Sudan’s top military officer Gen. Abdel-Fattah Burhan, visited Egypt Tuesday and held talks with Egypt president Abdel Fattah al-Sisi, in his first trip abroad since a bitter conflict broke out this year.
Gen. Burhan, chairman of the ruling Sovereign Council, arrived in the Mediterranean city of al-Alamein and was received at the airport by President al-Sisi, the council said.
The two leaders discussed efforts to end the conflict in Sudan in a way that preserves “the sovereignty, integrity of Sudanese State,” an Egyptian statement said. The statement offered only generalities about the war.
Sudan plunged into chaos in mid-April when simmering tensions between the military, led by Burhan, and the powerful paramilitary Rapid Support Forces, commanded by Mohammed Hamdan Dagalo, exploded into open fighting in the capital, Khartoum, and elsewhere.
The conflict has turned the capital into an urban battlefield, with the RSF controlling vast swaths of the city. The military command, where Burhan has purportedly been stationed since April, has been one of the epicentres of the conflict.
In televised comments to Egyptian media, Burhan accused the RSF of initiating the war to seize power in the country.
“We’re facing a destructive war initiated by rebel groups … that committed heinous crimes that amount to war crimes,” he said.
The military has sought to end the conflict and establish a transitional period until “fair and free elections,” he said.
Burhan was accompanied to Egypt by Acting Foreign Minister Ali al-Sadiq and Gen. Ahmed Ibrahim Mufadel, head of the General Intelligence Authority, and other military officers.
There was no immediate comment from the RSF either on Burhan’s trip or on his comments.
Burhan managed last week to leave the military headquarters. He visited military facilities in Khartoum’s sister city of Omdurman and elsewhere in the country. Burhan traveled to Egypt from the coastal city of Port Sudan on the Red Sea.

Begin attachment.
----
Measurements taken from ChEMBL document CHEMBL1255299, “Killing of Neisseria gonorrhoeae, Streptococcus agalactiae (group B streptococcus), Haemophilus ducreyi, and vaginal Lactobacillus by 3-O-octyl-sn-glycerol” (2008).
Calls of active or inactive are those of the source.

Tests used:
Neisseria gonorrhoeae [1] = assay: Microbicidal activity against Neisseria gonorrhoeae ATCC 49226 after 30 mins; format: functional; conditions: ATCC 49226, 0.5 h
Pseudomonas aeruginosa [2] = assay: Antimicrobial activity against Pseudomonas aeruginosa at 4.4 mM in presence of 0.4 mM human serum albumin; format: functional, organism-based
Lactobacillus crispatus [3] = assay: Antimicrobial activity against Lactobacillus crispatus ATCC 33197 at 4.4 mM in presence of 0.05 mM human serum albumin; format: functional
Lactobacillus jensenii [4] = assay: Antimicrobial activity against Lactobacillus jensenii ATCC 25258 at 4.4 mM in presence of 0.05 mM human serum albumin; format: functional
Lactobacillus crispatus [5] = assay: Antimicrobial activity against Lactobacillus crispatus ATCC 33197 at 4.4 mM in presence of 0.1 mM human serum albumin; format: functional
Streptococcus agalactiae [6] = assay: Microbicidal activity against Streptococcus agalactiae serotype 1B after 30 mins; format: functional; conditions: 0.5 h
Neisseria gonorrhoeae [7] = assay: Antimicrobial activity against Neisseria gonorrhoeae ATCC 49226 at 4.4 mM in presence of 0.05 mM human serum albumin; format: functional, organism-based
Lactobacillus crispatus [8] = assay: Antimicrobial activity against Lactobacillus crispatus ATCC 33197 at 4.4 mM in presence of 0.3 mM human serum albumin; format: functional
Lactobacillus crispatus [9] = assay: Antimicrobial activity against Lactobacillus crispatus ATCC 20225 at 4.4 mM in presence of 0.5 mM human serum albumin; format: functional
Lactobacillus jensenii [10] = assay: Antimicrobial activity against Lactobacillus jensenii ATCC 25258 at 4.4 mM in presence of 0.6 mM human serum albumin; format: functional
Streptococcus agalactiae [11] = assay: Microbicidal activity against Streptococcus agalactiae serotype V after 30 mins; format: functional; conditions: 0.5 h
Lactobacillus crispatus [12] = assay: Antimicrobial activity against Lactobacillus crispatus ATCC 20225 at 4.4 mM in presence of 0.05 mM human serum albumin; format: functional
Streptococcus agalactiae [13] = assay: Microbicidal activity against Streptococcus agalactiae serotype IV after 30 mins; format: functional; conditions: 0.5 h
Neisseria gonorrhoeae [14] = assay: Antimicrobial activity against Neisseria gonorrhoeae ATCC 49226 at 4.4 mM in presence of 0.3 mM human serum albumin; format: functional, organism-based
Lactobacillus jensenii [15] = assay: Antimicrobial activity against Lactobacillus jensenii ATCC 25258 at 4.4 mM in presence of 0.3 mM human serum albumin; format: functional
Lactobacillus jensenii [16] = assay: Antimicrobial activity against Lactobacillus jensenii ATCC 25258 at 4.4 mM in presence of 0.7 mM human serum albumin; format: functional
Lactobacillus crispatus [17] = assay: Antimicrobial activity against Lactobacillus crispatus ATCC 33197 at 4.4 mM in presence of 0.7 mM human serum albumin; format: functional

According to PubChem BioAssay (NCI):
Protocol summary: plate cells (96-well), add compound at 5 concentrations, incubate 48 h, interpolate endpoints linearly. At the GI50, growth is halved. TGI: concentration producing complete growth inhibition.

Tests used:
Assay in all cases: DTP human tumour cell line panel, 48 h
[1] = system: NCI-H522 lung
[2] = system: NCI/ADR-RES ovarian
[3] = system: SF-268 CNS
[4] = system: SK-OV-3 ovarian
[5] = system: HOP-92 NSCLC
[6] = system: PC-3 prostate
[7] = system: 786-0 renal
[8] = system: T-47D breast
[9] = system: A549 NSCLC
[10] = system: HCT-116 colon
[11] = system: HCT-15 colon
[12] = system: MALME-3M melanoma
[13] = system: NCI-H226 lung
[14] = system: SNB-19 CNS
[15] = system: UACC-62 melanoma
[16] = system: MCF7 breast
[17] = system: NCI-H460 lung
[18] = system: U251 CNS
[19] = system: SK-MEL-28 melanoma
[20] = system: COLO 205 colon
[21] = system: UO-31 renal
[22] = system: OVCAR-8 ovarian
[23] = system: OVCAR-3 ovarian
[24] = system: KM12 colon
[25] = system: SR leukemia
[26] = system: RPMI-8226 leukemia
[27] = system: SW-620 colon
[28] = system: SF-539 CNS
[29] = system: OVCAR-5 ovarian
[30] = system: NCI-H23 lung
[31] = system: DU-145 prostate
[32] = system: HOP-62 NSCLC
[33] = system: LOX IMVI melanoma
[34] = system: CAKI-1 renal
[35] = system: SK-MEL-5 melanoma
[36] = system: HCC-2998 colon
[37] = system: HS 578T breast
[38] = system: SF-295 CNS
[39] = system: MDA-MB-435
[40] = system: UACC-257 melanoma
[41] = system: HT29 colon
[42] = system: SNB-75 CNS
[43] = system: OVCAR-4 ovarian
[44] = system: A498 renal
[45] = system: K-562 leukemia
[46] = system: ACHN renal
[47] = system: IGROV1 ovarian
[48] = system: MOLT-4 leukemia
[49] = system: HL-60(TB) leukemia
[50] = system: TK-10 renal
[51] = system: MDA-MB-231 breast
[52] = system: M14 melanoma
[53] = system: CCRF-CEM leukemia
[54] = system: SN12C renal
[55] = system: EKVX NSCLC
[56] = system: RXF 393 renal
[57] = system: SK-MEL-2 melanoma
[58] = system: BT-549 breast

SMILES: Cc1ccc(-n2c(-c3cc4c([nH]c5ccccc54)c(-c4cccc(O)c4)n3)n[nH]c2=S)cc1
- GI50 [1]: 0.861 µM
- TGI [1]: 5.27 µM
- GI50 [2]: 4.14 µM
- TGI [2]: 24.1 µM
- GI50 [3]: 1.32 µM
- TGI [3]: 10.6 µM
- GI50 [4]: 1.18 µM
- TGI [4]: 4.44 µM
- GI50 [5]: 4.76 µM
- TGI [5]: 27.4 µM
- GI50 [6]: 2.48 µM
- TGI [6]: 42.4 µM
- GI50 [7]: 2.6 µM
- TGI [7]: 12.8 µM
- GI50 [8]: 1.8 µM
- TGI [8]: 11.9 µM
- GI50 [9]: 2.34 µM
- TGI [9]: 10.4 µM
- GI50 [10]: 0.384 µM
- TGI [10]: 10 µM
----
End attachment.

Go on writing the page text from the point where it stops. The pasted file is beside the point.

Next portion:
Despite months of fighting, neither side has managed to gain control of Khartoum or other key areas in the country. Last week, large explosions and plumes of black smoke could be seen above key areas of the capital, including near its airport.
Egypt has longstanding ties with the Sudanese army and its top generals. In July, al-Sisi hosted a meeting of Sudan’s neighbours and announced a plan for a cease-fire. A series of fragile truces, brokered by the U.S. and Saudi Arabia, have failed to hold.
Many residents of Khartoum live without water and electricity, and the country’s health care system has nearly collapsed.
The sprawling region of Darfur saw some of the worst violence in the conflict, and the fighting there has morphed into ethnic clashes, with RSF and allied Arab militia targeting ethnic African communities.
Clashes intensified earlier this month in Nyala, the capital of South Darfur province, with both sides using heavy weapons in densely populated areas, according to activists and local media.
Shelling hit in Nyala’s al-Sekka al-Hadeid neighbourhood on Aug. 22, killing at least 39 civilians including women and children, activist Adam Mousa said.
Mousa, who is a media officer with the Darfur Bar Association, called for the International Criminal Court to investigate the attack and hold the perpetrators accountable.
Clashes were also reported in the provinces of South Kordofan and West Kordofan, according to the United Nations.
The fighting is estimated to have killed at least 4,000 people, according to the U.N. human rights office, though activists and doctors on the ground say the toll is likely far higher.
More than 4.6 million people have been displaced, according to the U.N. migration agency. Those include over 3.6 million who fled to safer areas inside Sudan and more than 1 million others who crossed into neighbouring countries.